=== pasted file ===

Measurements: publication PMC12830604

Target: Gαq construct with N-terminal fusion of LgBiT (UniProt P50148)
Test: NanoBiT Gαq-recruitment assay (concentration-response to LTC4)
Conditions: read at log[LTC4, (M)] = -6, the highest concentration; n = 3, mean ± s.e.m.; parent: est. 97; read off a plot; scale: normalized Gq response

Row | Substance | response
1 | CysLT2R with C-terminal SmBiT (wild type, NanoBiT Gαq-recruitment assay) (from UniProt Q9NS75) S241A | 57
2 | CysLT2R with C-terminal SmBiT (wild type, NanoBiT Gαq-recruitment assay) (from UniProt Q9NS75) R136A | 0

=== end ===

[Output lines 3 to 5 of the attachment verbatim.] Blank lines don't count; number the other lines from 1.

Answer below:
Test: NanoBiT Gαq-recruitment assay (concentration-response to LTC4)
Conditions: read at log[LTC4, (M)] = -6, the highest concentration; n = 3, mean ± s.e.m.; parent: est. 97; read off a plot; scale: normalized Gq response

Row | Substance | response